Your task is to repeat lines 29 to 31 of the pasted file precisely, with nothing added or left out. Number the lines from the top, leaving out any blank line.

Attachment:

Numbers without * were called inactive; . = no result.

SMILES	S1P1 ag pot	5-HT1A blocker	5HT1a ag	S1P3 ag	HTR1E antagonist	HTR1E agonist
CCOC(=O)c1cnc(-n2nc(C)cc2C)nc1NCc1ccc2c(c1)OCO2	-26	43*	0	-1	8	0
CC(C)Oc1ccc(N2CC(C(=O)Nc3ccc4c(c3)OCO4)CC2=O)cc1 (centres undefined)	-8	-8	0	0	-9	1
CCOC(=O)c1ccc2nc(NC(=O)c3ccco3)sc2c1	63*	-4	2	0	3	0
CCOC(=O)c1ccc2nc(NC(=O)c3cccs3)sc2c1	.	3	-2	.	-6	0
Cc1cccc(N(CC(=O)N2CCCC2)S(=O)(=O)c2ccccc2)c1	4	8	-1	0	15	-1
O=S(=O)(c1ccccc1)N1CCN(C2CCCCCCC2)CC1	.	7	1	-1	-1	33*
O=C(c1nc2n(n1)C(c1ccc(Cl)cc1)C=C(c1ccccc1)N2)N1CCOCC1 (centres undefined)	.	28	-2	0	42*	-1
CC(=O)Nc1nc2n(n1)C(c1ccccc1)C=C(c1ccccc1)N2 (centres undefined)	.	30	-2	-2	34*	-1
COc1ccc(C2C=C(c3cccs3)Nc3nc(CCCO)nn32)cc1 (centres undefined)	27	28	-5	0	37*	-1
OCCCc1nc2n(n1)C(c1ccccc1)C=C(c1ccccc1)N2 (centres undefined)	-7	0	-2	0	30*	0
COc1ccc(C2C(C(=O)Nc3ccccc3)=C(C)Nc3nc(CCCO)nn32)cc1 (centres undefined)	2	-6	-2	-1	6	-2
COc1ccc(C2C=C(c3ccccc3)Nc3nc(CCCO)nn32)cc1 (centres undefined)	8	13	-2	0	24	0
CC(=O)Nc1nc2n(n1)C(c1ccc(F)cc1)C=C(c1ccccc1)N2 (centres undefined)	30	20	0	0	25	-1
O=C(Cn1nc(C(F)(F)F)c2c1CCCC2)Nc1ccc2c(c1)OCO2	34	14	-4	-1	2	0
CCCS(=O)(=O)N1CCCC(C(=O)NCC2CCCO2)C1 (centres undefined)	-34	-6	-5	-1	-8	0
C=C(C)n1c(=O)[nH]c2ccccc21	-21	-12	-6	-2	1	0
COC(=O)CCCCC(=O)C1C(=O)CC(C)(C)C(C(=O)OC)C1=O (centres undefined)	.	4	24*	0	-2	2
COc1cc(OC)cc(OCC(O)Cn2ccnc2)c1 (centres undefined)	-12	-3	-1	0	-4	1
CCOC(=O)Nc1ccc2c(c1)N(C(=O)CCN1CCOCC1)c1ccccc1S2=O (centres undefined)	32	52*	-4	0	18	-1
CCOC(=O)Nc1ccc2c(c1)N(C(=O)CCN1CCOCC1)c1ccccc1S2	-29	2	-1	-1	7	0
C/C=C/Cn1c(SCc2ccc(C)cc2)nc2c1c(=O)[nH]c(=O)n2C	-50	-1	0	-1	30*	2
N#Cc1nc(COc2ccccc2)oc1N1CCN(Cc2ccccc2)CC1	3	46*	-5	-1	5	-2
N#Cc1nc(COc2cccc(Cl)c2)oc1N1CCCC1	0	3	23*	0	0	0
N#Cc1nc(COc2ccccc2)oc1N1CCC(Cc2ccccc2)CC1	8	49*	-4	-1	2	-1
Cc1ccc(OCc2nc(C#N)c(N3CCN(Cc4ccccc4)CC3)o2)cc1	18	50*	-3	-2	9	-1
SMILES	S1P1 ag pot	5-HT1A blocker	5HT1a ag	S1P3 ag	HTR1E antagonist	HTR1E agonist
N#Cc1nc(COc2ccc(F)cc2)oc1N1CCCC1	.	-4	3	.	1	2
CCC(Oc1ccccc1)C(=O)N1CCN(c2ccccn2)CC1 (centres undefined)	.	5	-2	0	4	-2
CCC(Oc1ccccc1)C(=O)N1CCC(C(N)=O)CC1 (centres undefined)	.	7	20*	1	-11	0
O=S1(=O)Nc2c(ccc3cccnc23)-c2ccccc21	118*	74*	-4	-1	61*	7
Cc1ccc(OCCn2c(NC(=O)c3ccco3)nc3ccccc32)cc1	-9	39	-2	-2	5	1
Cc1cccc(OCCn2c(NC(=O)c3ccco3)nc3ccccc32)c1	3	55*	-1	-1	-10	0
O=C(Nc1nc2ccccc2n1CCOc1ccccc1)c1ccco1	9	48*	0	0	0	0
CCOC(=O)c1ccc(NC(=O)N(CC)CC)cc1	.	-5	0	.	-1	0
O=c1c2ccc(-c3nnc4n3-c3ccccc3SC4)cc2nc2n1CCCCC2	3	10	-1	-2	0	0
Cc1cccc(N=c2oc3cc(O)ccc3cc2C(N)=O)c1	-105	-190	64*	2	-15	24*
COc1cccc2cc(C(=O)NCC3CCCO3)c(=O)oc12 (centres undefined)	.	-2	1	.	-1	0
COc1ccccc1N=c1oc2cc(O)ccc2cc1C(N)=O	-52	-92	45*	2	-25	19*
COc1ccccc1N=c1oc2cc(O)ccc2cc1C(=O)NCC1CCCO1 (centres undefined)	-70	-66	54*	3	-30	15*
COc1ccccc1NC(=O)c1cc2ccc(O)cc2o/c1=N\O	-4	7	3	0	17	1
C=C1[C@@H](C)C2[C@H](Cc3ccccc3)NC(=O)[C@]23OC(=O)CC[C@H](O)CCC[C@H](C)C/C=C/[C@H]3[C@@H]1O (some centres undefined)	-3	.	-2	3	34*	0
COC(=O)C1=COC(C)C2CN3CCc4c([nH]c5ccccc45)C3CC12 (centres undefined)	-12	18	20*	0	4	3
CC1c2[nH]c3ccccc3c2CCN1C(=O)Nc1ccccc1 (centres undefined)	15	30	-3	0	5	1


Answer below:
N#Cc1nc(COc2ccc(F)cc2)oc1N1CCCC1	.	-4	3	.	1	2
CCC(Oc1ccccc1)C(=O)N1CCN(c2ccccn2)CC1 (centres undefined)	.	5	-2	0	4	-2
CCC(Oc1ccccc1)C(=O)N1CCC(C(N)=O)CC1 (centres undefined)	.	7	20*	1	-11	0